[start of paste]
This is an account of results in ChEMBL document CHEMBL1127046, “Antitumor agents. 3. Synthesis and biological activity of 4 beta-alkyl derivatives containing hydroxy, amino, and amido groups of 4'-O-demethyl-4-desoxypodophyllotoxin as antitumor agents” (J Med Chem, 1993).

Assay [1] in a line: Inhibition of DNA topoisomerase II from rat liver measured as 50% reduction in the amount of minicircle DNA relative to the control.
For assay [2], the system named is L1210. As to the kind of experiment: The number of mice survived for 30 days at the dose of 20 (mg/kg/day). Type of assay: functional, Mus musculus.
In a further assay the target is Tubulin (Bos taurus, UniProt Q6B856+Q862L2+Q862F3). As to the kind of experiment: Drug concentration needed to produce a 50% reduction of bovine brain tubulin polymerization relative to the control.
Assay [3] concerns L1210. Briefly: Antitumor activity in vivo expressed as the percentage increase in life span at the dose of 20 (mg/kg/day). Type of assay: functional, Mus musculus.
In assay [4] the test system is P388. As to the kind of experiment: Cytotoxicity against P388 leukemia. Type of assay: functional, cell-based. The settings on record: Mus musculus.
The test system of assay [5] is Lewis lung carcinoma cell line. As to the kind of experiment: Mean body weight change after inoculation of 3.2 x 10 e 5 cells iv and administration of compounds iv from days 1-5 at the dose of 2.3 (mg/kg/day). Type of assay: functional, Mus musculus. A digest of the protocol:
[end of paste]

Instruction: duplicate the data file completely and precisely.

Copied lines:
This is an account of results in ChEMBL document CHEMBL1127046, “Antitumor agents. 3. Synthesis and biological activity of 4 beta-alkyl derivatives containing hydroxy, amino, and amido groups of 4'-O-demethyl-4-desoxypodophyllotoxin as antitumor agents” (J Med Chem, 1993).

Assay [1] in a line: Inhibition of DNA topoisomerase II from rat liver measured as 50% reduction in the amount of minicircle DNA relative to the control.
For assay [2], the system named is L1210. As to the kind of experiment: The number of mice survived for 30 days at the dose of 20 (mg/kg/day). Type of assay: functional, Mus musculus.
In a further assay the target is Tubulin (Bos taurus, UniProt Q6B856+Q862L2+Q862F3). As to the kind of experiment: Drug concentration needed to produce a 50% reduction of bovine brain tubulin polymerization relative to the control.
Assay [3] concerns L1210. Briefly: Antitumor activity in vivo expressed as the percentage increase in life span at the dose of 20 (mg/kg/day). Type of assay: functional, Mus musculus.
In assay [4] the test system is P388. As to the kind of experiment: Cytotoxicity against P388 leukemia. Type of assay: functional, cell-based. The settings on record: Mus musculus.
The test system of assay [5] is Lewis lung carcinoma cell line. As to the kind of experiment: Mean body weight change after inoculation of 3.2 x 10 e 5 cells iv and administration of compounds iv from days 1-5 at the dose of 2.3 (mg/kg/day). Type of assay: functional, Mus musculus. A digest of the protocol: